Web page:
That’s the thing (one thing) about horror novels: even the bad ones creep into you. You’re not sitting with a friend in a theater as you read it, you’re not predicting their opinion. You got you, the words, the room you’re in, and, in this case, Freddy Kreuger, a figure in a sweater and hat, a glove of knived fingers on one hand, burnt flesh from head to toe. What might have you imagined him to move like, to sound like, to feel like, had you been given the chance to do so? It’s not easy to remove such an iconic figure from your head. But try it. Try to feel it, being there at the grass roots moment of a story like this one, a story about a deranged lunatic who stalks you in your dreams. Nobody else knows this story yet. Just you and some fellow readers. Imagine reading the scene where Nancy falls asleep in class, sees the body bag in the hall. Maybe you’d pause and put the book down because, wow, you’re pretty freaked out. And there isn’t a friend sitting in the theater or on the couch beside you as you experience Freddy Kreuger for the first time in your life. You’re alone with him. And what’s worse? You gotta go to bed soon. And what’s worse than that? Most books take longer than 101 minutes (the length of A Nightmare on Elm Street the movie). So maybe we’re talking a couple nights, three nights, of having to set that book down, your own imagined idea of Freddy in mind, needing to fall asleep. And if you can’t fall asleep? Well, then that slow creep of all great scary books would work its way through you the next day at school, as you do all you can not to fall asleep in class.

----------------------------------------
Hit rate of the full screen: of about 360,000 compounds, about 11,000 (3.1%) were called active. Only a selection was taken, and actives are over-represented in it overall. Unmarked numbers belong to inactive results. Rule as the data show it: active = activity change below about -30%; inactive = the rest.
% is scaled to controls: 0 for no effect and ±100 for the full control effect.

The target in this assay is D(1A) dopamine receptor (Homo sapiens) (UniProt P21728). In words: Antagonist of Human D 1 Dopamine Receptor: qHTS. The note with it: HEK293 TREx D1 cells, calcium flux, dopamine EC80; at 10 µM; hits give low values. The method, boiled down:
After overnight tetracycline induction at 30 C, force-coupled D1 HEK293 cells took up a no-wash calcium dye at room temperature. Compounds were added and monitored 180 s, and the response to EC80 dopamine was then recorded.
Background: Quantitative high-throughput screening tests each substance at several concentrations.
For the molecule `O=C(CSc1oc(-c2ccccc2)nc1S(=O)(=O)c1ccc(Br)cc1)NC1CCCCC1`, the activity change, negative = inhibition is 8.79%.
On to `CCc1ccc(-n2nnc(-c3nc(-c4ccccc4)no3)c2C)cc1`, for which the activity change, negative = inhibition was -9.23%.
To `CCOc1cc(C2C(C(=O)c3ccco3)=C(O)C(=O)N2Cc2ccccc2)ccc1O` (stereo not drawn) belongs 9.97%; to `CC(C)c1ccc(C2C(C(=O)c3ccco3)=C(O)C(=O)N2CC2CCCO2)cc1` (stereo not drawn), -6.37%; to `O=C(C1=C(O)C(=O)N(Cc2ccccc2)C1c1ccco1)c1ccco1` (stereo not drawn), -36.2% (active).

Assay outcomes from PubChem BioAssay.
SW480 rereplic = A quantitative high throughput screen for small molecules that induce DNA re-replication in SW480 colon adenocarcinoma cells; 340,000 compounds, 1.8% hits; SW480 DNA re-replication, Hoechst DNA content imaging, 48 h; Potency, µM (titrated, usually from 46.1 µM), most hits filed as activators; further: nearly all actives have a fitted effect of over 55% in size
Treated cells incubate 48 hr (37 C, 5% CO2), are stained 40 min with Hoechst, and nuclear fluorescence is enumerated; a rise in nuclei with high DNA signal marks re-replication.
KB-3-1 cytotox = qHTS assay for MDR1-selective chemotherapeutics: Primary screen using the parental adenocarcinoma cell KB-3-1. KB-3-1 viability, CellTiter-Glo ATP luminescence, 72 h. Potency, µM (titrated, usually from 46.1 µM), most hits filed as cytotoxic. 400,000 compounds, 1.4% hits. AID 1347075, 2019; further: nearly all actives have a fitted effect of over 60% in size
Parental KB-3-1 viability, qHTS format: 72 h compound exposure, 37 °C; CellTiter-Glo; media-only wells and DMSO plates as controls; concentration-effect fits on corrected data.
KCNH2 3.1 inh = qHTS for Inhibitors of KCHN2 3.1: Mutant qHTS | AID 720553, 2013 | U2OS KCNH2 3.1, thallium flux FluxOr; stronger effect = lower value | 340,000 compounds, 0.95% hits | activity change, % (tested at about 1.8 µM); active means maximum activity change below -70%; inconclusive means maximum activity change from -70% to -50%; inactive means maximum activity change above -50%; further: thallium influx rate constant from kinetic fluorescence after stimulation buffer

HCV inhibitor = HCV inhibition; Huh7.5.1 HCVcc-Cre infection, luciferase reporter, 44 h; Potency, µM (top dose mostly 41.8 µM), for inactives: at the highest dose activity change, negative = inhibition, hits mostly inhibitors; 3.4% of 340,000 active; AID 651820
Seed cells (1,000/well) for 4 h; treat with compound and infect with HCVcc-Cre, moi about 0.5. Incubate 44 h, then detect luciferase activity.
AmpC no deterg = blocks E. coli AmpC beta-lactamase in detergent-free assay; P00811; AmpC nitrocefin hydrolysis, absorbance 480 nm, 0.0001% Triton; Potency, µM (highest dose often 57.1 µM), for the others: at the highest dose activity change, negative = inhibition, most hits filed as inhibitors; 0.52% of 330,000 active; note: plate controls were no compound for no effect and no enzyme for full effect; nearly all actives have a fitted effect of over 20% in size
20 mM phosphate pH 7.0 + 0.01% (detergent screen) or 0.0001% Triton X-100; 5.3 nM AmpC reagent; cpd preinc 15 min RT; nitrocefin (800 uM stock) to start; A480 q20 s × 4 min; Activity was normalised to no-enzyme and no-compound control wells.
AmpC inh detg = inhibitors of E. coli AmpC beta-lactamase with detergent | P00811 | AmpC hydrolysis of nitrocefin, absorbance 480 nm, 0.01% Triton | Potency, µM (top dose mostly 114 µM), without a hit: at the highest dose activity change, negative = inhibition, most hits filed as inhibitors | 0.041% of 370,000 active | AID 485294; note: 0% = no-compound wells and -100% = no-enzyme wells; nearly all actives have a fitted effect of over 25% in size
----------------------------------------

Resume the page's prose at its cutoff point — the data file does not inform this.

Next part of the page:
The Blair Witch Project
It’s tempting to imagine this nonexistent book passed off as non-fiction. A faux-diary, an account of a documentary gone wrong, an epistolary jaunt into the woods passed off as a true story. And while that’s interesting to knock around, I’d rather imagine the story itself, the setting (especially), populated by our three main characters, the doomed trio getting more and more lost, the subtle hints of a witch rattling their nerves. This story could’ve soared as a modern folk-horror novel in the hands of, say, Karl Edward Wagner or Dathan Auerbach. Imagine, here, a slow burn, but the kind that somehow doubles as a thriller, so that you can’t put it down, even as “not much” is happening. The slow build of what’s out there would be crushing! Is there really a witch? Is it a myth? The mounting frustration between Heather, Mike, and Josh would be palpable on the page. And, oh, imagine reading about Heather alone in the tent, crying her face off, things have gotten so scary. By this point I’d be rooted to my reading chair, frozen with fright. Imagine your mom calling form the doorjamb, you not knowing she was there, just as something large seems to run by that very tent! Imagine finishing the book and, later, taking a drive, passing a decrepit farmhouse wedged in the woods, far off the highway. Yes, imagine the chills of a sight like that, the only sight that matches the idea of that house in your head, because you haven’t yet had the movie to tell you what it all looked like.
I don’t think I’d ever head down to the basement of my house, or any, ever again.
The Cabinet Of Dr. Caligari